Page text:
Liverpool’s Philippe Coutinho is a good case study. Some of his greatest moments in a red shirt have involved mouth-watering passes to teammates from a central position, but his regular deployment out on the left has reduced his chances to produce such brilliance. One particular assist from the back end of the 2012/13 season comes to mind – a delightful pass with the outside of the foot, bending round the Fulham centre-back and perfectly into the path of Daniel Sturridge. In a wider role, particularly when working with a midfield three that can at times be accused of lacking creativity and dynamism, his opportunities to come inside and pick out players running from deep have been much more limited. Again, this point should not be construed as taking anything away from Coutinho’s performances in a front three; the aforementioned significant amount of transferable skills between the positions, combined with his undoubted talent, has allowed him to impress to the point where Barcelona have come to call. However, there is at least a case to be made that he would have thrived even more in what might be called his natural position. Injury has not allowed him to play in behind Mane, Firmino and Salah too regularly this season, but the argument that he is at least partly wasted on the wing is certainly backed up by the few occasions where he has reverted to something more closely resembling an attacking midfielder.

Even this role, though, is not the now near-mythical number ten that embodies creativity and style, and this leads on to the second point. It is largely one of sentiment. As has been stressed from the outset, the style of play that involves smooth passing, quick movement and almost methodical carving-open of defences is both effective and beautiful in its own right; that it has reduced the prominence of number 10s is not to be taken as an attack on its validity. However, once in a while, the football fan finds himself pining for the magic show. This is not what is delivered by a would-be number ten playing behind a fluid front three; the movement in front of him takes a lot of the strain of drawing the defenders, and he is left to deliver a masterclass in passing.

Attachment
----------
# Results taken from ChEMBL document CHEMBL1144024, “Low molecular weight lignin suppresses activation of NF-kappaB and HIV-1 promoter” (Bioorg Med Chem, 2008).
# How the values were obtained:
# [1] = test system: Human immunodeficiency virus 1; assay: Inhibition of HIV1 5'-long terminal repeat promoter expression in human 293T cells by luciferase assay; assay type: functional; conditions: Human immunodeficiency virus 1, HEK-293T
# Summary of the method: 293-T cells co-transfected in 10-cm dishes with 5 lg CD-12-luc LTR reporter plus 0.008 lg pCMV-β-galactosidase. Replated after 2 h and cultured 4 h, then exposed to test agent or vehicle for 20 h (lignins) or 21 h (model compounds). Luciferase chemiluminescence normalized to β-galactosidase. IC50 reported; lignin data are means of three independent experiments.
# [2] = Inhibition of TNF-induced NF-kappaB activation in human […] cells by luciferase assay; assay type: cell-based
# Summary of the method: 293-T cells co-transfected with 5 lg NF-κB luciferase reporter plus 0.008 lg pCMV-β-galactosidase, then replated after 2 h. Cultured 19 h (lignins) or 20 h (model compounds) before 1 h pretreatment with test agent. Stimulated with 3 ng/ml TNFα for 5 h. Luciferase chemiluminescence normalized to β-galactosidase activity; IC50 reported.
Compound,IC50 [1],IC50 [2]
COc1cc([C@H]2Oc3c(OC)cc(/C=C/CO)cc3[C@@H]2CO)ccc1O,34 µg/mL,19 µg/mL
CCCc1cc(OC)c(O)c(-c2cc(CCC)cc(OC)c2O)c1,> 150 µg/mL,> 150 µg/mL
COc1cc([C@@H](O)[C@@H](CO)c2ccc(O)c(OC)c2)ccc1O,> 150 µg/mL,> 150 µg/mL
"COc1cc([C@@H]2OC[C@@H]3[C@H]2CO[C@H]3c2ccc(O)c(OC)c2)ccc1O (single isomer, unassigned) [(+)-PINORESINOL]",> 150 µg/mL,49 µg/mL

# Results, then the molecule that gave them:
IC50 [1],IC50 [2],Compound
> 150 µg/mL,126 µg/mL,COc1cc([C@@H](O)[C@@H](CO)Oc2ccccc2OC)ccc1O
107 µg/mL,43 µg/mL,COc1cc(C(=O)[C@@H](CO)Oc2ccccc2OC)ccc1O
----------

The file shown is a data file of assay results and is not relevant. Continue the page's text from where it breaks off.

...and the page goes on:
Pep Guardiola is almost synonymous with the new style being described, and within his City side Kevin De Bruyne provides the model for such a player. Flair and close control are very much still in his locker, but he only needs to take them out on occasion; rather it is the playmaking that takes centre stage. The Belgian is second-to-none in this regard, and uses the space created for him in ways very few others would be able to do, but he is simply not often required to twist and turn to make the room for himself. When a goal is scored, crowds are left to appreciate the exact manner in which the team as a whole - aided greatly by De Bruyne - dissected the opposition. They are not left asking themselves how on earth what they have just seen can be possible.

This is the joy that only a number 10 can bring, spinning away from his man with an outrageous piece of invention. The number 10 is the Ronaldinho strike against Chelsea, the progress of Maradona through an entire England defence, Dennis Bergkamp’s spin and flick into the path of Lljunberg; it is hard to accept that the modern game is sanitising these moments, making a science out of what was once an art.